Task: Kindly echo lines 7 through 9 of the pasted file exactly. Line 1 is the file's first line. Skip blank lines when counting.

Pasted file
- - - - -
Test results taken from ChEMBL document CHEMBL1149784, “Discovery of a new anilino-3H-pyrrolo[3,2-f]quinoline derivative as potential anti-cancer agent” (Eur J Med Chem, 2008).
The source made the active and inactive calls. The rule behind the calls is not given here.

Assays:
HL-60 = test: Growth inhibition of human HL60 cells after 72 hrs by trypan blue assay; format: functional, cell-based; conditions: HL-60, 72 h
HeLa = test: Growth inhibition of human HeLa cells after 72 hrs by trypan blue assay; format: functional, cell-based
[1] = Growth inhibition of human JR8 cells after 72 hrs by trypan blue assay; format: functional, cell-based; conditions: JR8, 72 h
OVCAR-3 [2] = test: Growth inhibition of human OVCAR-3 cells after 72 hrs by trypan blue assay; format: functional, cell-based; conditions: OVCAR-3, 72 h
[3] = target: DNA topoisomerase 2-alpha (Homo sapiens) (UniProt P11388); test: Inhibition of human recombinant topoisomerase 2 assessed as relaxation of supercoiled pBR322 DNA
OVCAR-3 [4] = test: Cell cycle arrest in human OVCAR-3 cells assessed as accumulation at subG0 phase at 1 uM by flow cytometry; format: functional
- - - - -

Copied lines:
OVCAR-3 [2] = test: Growth inhibition of human OVCAR-3 cells after 72 hrs by trypan blue assay; format: functional, cell-based; conditions: OVCAR-3, 72 h
[3] = target: DNA topoisomerase 2-alpha (Homo sapiens) (UniProt P11388); test: Inhibition of human recombinant topoisomerase 2 assessed as relaxation of supercoiled pBR322 DNA
OVCAR-3 [4] = test: Cell cycle arrest in human OVCAR-3 cells assessed as accumulation at subG0 phase at 1 uM by flow cytometry; format: functional